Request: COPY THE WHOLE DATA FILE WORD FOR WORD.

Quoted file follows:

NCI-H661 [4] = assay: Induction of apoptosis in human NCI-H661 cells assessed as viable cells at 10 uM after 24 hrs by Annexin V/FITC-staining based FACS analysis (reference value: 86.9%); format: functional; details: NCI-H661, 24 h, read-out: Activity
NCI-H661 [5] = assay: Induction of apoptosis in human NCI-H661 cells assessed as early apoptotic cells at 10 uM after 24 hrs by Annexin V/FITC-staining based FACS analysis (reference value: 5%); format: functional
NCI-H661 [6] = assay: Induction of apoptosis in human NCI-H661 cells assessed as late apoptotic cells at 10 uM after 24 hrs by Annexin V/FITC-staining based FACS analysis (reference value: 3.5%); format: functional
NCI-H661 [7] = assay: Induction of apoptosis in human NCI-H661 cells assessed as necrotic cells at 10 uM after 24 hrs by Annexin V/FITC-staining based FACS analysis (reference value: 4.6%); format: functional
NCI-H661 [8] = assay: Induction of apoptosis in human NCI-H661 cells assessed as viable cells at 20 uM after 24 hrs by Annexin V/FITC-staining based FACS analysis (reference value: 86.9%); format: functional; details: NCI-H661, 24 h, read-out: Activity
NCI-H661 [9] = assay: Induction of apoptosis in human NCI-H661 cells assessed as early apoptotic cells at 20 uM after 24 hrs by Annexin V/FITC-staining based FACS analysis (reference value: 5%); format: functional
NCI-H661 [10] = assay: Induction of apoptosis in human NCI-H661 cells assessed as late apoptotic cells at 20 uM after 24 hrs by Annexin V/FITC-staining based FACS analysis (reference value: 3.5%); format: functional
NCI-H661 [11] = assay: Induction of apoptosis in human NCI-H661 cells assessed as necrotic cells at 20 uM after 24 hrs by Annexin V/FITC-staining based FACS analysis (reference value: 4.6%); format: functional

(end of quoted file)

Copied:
NCI-H661 [4] = assay: Induction of apoptosis in human NCI-H661 cells assessed as viable cells at 10 uM after 24 hrs by Annexin V/FITC-staining based FACS analysis (reference value: 86.9%); format: functional; details: NCI-H661, 24 h, read-out: Activity
NCI-H661 [5] = assay: Induction of apoptosis in human NCI-H661 cells assessed as early apoptotic cells at 10 uM after 24 hrs by Annexin V/FITC-staining based FACS analysis (reference value: 5%); format: functional
NCI-H661 [6] = assay: Induction of apoptosis in human NCI-H661 cells assessed as late apoptotic cells at 10 uM after 24 hrs by Annexin V/FITC-staining based FACS analysis (reference value: 3.5%); format: functional
NCI-H661 [7] = assay: Induction of apoptosis in human NCI-H661 cells assessed as necrotic cells at 10 uM after 24 hrs by Annexin V/FITC-staining based FACS analysis (reference value: 4.6%); format: functional
NCI-H661 [8] = assay: Induction of apoptosis in human NCI-H661 cells assessed as viable cells at 20 uM after 24 hrs by Annexin V/FITC-staining based FACS analysis (reference value: 86.9%); format: functional; details: NCI-H661, 24 h, read-out: Activity
NCI-H661 [9] = assay: Induction of apoptosis in human NCI-H661 cells assessed as early apoptotic cells at 20 uM after 24 hrs by Annexin V/FITC-staining based FACS analysis (reference value: 5%); format: functional
NCI-H661 [10] = assay: Induction of apoptosis in human NCI-H661 cells assessed as late apoptotic cells at 20 uM after 24 hrs by Annexin V/FITC-staining based FACS analysis (reference value: 3.5%); format: functional
NCI-H661 [11] = assay: Induction of apoptosis in human NCI-H661 cells assessed as necrotic cells at 20 uM after 24 hrs by Annexin V/FITC-staining based FACS analysis (reference value: 4.6%); format: functional